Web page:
Yushi-doufu: ゆし豆腐

Yushi-doufu is island (shima) tofu still in the liquid. It is fluffy and not pressed or formed. You can buy it at any grocery store in Okinawa, sold warm in plastic bags next to the other shima-doufu.

To eat it, it is usually just eaten in a bowl garnished with some green onion and maybe some shoyu. Sometimes it will be added to miso soup or bonito/konbu broth. The yushi-doufu has a rice soy flavor you do not normally see in regular tofu dishes.

Many Okinawa soba (suba) restaurants will serve it as yushi-doufu soba. Okinawa noodles and yushi-doufu are served up in a pig bone broth soup, with simmered pork cartilage (called soki ソーキ), fried eggs strips, and konbu.

Yushi-doufu is uncommon to find outside of Okinawa, so it is a must-try whenever you visit. I think one of the most important things you must try in Okinawa is yushi-doufu; it shows the how amazing tofu can taste, completely different from the pre-packaged kinds from the regular grocery stores. For people who claim to not like tofu, I think they should all try yushi-doufu, and it may very well change their views.

Shima-doufu: 島豆腐

豆腐 toufu: tofu

島 shima: island

島豆腐 shima-doufu: island tofu

Island tofu: Tofu in Okinawa is made differently than on mainland Japan. The best part is fresh tofu is delivered several times a day to grocery stores and markets all over island, still warm from the maker. It is the most amazing taste, and nothing like the little plastic packaged containers found in regular grocery stores. You can buy different types: yushi-doufu ゆし豆腐, firm tofu (called shima-doufu), and age-doufu 揚げ豆腐 (fried tofu) easily. One thing to remember is that it is delivered fresh multiple times a day– usually we only buy it the day we are going to make it, for the best taste. If you have some left over, put it in a lidded container filled with water; replace the water daily, but be sure to consume within a few days since it doesn’t contain preservatives.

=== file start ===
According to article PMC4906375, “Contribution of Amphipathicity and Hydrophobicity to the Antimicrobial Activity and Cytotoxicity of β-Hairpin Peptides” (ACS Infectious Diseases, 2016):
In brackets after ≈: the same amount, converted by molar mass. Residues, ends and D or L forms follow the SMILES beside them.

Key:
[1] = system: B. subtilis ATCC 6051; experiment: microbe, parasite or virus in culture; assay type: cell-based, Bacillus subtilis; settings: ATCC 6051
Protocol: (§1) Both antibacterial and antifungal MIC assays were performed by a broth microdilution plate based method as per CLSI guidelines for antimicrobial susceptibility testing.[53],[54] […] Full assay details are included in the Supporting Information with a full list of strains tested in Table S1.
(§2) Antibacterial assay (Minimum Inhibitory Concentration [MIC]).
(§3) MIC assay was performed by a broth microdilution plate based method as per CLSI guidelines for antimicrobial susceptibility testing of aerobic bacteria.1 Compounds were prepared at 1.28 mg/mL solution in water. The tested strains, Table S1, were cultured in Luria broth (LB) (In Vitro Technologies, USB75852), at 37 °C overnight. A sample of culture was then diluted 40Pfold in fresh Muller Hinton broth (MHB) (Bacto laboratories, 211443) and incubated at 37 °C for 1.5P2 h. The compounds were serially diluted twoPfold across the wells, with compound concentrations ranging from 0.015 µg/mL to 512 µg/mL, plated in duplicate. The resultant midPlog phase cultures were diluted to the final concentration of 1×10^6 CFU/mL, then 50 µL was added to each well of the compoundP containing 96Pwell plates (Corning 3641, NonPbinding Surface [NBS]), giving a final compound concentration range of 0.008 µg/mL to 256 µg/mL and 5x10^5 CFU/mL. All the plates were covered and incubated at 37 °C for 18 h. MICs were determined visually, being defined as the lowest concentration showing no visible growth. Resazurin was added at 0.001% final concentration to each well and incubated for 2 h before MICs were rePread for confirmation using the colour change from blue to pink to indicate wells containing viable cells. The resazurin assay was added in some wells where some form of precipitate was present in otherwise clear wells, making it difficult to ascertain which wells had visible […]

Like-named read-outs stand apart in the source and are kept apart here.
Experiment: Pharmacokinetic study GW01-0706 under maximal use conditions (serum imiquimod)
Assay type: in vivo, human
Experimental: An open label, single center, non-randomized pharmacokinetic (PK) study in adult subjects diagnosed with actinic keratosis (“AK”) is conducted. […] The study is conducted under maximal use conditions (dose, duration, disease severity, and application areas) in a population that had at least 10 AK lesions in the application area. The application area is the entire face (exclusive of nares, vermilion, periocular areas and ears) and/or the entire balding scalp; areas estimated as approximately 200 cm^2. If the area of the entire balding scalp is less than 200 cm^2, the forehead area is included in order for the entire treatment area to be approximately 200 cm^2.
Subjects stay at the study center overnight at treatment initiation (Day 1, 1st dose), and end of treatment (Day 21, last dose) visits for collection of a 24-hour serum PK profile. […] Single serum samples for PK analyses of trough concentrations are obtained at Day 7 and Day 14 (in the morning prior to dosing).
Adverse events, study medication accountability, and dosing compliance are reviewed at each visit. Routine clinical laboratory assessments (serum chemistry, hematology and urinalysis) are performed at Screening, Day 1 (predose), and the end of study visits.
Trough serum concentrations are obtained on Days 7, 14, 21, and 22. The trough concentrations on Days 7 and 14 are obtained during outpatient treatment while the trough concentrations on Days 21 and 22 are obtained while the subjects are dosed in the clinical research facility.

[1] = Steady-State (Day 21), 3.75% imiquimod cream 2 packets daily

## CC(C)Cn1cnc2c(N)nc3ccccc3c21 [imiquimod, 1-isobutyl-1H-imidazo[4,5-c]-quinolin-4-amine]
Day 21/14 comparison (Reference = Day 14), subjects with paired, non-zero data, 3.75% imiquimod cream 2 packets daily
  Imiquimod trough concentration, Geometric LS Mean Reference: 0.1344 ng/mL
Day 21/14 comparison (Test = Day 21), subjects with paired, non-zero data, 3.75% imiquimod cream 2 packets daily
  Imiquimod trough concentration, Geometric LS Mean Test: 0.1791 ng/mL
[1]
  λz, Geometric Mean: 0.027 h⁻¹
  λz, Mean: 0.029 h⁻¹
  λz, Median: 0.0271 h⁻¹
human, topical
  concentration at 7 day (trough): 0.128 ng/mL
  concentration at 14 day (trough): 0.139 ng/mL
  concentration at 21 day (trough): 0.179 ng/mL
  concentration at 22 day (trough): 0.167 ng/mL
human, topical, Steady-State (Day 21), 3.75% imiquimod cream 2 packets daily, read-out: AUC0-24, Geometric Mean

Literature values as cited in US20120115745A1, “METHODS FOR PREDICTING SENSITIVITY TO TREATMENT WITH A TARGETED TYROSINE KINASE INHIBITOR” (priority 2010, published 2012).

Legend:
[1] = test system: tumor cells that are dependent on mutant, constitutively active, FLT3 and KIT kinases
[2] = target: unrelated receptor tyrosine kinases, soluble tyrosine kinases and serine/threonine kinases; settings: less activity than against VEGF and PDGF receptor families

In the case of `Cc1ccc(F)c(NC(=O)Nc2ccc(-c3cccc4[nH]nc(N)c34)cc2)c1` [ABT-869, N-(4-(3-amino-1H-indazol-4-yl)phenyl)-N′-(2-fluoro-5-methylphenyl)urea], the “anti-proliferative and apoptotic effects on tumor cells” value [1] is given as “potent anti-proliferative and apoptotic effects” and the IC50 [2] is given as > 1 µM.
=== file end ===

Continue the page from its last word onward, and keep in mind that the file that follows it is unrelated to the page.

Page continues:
An example of “firm” island tofu

We realized one day in the far future, we will probably return to Hawai’i and will no longer have this option. So, we decided we must learn how to make our own. I will share some secrets to the process in the link below: the link explains the process and show step-by-step picture instructions:

Tofu making explained

Here are the results from the fruits of our labor from AiAi Farm in Nakijin, on the Motobu peninsula of Okinawa.


If you read the linked imgur island, it explains the process. Nigari にがり is often used in the commercial and home process of tofu-making for coagulation to occur. That being said, it is actually traditional to use ocean water from the southern part of the island as it contains the proper minerals including MgCl2 for coagulation. And yes, I have tried both ways… collecting ocean water from not too far from my house, boiling it and using it in the process, it works great! But if you don’t live in southern Okinawa… well, nigari is just as good an option! It is very easy to find in the local grocery stores. Also at home, we modified a sushi-press box that I found cheap in one of the stores, though you can buy some plastic or metal ones out and about locally.